How to Get an Uncontested Divorce Iowa
Uncontested means not fought over or disputed, but of course, that is a misnomer.
Any divorce has been fought over for years, with both parties trying desperately to salvage the relationship before deciding fatefully that it is an irredeemable state of disrepair.
An uncontested divorce Iowa means that, after these months or years of arguments, an agreement has been reached, not only that a divorce is in the best interest of both parties involved, but there is agreement over the terms of the settlement.
Any disagreement and it is no longer an uncontested divorce in Iowa. Yet this is not to say that this is a simple matter to get an uncontested divorce in Iowa.
Rather it is a complicated procedure that you should research heavily in order to familiarize yourself with it.
Qualifying for an Uncontested Divorce Iowa
If you want to file for an uncontested divorce in Iowa, you need to meet certain important qualifications.
As said above, you need to come to an agreement on all the terms of the divorce agreement, such as the division of property.
If children are involved, this can be very difficult since it means agreeing on child custody, child visitation rights, and child support.
You must also meet the requirements for filing for divorce. You must have been a resident of Iowa for at least one year.
You must also file for uncontested divorce in Iowa in a county where either (it doesn’t matter which) of the parties resides.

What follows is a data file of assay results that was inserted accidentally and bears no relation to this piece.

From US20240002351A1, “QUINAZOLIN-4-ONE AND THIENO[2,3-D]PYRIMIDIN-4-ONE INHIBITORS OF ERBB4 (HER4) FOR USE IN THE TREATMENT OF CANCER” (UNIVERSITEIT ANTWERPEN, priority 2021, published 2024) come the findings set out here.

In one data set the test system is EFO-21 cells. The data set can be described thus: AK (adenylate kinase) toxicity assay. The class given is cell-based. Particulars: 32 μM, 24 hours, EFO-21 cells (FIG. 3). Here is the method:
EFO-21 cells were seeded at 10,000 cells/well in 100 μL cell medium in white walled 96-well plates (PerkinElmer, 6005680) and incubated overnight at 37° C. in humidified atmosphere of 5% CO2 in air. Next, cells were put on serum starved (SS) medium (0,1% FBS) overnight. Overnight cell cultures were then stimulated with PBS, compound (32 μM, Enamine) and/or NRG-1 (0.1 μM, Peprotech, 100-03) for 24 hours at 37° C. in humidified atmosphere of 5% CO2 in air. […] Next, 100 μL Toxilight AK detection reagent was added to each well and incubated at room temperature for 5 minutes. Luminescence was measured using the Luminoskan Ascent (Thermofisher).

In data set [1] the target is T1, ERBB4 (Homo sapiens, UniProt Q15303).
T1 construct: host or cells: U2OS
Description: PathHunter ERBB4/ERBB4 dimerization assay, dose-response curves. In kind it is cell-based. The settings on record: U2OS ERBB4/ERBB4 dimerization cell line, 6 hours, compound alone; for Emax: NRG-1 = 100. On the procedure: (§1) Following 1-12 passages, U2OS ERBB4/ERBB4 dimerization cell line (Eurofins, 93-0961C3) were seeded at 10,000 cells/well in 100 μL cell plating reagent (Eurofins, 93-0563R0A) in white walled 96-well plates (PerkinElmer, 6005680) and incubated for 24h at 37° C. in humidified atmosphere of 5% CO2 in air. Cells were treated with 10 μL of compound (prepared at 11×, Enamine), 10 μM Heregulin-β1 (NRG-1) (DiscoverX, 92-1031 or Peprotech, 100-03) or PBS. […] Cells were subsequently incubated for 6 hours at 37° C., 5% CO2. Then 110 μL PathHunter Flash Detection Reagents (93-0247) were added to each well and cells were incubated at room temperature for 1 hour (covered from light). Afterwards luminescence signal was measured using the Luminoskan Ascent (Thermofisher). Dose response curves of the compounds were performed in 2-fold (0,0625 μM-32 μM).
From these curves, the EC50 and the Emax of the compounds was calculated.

Iowa is a no-fault divorce state, so the only reason that needs to be sighted is that there is no reasonable likelihood of the marriage’s survival.
Filing for Uncontested Divorce Iowa
One spouse must elect to be the “Petitioner” and officially file for uncontested divorce in Iowa. In doing so, they need to complete the following forms:
• A Petition for Dissolution of Marriage with No Minor Children, Form FL-101
• A Coversheet for Petition for Dissolution of Marriage with No Minor Children, Form FL-102
• A Confidential Information Form, FL-103 which includes Social Security numbers and other confidential information and must be filled on individually be each spouse
• Original Notice of Personal Service, Form FL-104, which will be given to the non-Petitioner (the Respondent)
• An Acceptance of Service of Original Notice, Form FL-105, given in by the Respondent to answer Form FL-104
• Directions for Service of Original Notice, Form FL-106
Notice that the above forms are only for an uncontested divorce in Iowa in which no minor children have resulted or will result. Different versions of the same forms are needed if minor children are involved.
After the Respondent receives the Original Notice of Personal Service, Form FL-104, both parties will need to do some intermediate filing. These include the following forms:
• A Motion, Form FL-122, asking the court to set a hearing date for the Divorce Decree
• A Financial Affidavit, Form FL-124, in which both parties must record their financial information for settlement purposes
• Request for Relief (Final Decree) in Dissolution of Marriage with No Children, Form FL-127, which will give you a default divorce at a hearing without a trial
• Settlement Agreement for Dissolution of Marriage with No Children, Form FL-128, which lays out the agreed-upon divorce terms and which the Judge will sign into law.